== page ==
Criteria for referral to public hospital specialist clinic services
Patient requests surgery for documented cataract with either:
- significant disabling symptoms that affect the person’s activities of daily living (e.g. light or glare sensitivity, ability to drive, recognise faces, work or self-care, increased risk of falls)
- visual acuity 6/12 or worse in the affected eye.
Information to be included in the referral
Information that must be provided
- Statement that the patient has indicated interest in having surgical treatment
- Comprehensive eye and vision assessment (usually performed by an optometrist or ophthalmologist) with refraction and dilated retinal examination that includes best corrected visual acuity (i.e. measured with spectacles or contact lenses) for both eyes and performed in the last 3 months
- Onset, severity and duration symptoms
- Functional impact of symptoms on daily activities including impact on work, study or carer role.
Provide if available
- If unable to visualise the retina during the eye and vision assessment
- If the person is a commercial driver
- If the person is a carer
- If the person identifies as an Aboriginal and Torres Strait Islander.
The Summary and referral information lists the information that should be included in a referral request.
The referral should note that the request is for advice on, or review of, the current management plan as requests for a second opinion will usually not be accepted.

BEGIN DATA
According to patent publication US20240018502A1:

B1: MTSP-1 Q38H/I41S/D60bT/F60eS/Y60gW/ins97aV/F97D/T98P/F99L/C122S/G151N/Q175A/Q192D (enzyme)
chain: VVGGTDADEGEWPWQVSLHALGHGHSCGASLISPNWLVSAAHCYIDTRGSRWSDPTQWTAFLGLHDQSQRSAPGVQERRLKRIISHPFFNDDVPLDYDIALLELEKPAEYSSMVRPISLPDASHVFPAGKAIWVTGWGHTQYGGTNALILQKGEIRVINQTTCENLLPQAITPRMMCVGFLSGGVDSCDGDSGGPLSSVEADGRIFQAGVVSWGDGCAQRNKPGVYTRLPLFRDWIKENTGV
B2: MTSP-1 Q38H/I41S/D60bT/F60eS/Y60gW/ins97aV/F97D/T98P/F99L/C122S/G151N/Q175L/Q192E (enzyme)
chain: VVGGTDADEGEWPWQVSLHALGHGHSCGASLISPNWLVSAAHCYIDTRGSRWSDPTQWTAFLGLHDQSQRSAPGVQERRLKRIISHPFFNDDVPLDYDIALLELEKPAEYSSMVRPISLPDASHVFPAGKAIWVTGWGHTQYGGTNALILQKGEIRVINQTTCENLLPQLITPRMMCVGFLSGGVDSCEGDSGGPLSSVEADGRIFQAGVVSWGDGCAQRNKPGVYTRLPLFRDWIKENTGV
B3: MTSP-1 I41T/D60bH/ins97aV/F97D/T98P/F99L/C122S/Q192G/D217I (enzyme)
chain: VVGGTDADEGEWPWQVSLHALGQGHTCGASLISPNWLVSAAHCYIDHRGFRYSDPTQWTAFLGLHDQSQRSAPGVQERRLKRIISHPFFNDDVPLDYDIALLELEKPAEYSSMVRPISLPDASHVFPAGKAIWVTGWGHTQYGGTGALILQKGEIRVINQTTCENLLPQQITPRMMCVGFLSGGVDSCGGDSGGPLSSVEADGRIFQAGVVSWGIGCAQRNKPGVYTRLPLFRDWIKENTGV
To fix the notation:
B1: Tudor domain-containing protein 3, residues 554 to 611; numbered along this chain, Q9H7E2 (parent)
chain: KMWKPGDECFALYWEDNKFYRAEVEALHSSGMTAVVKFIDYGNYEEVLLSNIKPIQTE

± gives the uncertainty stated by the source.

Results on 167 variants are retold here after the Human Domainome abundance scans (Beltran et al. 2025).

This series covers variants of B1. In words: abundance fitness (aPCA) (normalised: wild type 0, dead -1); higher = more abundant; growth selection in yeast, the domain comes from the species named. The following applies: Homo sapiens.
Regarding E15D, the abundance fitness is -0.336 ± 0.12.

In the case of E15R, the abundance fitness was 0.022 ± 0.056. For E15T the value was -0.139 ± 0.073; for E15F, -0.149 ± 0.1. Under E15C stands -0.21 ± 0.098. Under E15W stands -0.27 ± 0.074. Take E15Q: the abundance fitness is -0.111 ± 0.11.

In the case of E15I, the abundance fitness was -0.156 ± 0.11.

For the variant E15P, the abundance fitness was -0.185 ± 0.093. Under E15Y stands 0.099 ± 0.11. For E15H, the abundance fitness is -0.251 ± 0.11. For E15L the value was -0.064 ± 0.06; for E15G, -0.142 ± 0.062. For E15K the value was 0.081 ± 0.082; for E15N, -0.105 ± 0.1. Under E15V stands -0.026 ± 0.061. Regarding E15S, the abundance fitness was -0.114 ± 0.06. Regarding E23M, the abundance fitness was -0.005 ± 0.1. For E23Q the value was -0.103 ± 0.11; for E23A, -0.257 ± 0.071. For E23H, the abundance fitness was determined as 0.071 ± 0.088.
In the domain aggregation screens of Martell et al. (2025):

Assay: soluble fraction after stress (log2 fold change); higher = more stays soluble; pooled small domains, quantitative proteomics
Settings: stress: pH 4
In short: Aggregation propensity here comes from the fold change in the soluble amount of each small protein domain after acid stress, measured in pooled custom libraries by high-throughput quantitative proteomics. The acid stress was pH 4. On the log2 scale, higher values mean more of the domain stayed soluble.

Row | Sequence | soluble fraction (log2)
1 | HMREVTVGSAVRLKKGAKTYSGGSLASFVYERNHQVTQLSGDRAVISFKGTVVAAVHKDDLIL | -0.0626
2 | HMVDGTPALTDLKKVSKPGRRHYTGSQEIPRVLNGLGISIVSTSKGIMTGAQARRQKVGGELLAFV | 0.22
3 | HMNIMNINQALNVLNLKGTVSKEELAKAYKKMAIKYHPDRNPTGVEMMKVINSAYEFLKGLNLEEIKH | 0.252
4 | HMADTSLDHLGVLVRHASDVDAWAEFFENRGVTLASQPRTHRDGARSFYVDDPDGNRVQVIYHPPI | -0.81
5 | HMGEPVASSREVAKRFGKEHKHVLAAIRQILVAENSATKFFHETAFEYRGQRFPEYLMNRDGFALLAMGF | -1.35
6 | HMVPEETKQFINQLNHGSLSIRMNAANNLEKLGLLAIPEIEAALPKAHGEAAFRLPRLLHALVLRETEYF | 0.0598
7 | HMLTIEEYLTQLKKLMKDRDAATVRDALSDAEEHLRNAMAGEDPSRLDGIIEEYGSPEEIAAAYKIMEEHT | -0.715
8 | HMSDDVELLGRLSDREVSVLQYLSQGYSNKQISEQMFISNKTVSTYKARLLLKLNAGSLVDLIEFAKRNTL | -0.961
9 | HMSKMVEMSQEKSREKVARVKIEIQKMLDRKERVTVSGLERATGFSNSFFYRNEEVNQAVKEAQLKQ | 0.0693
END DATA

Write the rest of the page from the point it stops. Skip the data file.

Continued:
If the person’s vision deteriorates please provide an updated eye and vision assessment, with refraction, that includes best corrected visual acuity (i.e. measured with spectacles or contact lenses) for both eyes.
People experiencing disadvantage or other barriers to accessing eyecare services may be eligible to receive services through the Victorian Eyecare Service.
Note as detailed in the Elective Surgery Access Policy, patients can only be referred for elective surgery at a public hospital if they meet the clinical threshold for that surgery at the time of referral for surgery.
Where appropriate and available the referral may be directed to an alternative specialist clinic or service.
Referral to a public hospital is not appropriate for
- If the patient is not willing to have surgical treatment
- Lens opacities that do not have a significant impact on the person’s activities of daily living
- Prior to the person’s vision being corrected with spectacles, contact lenses, or the use of visual aids.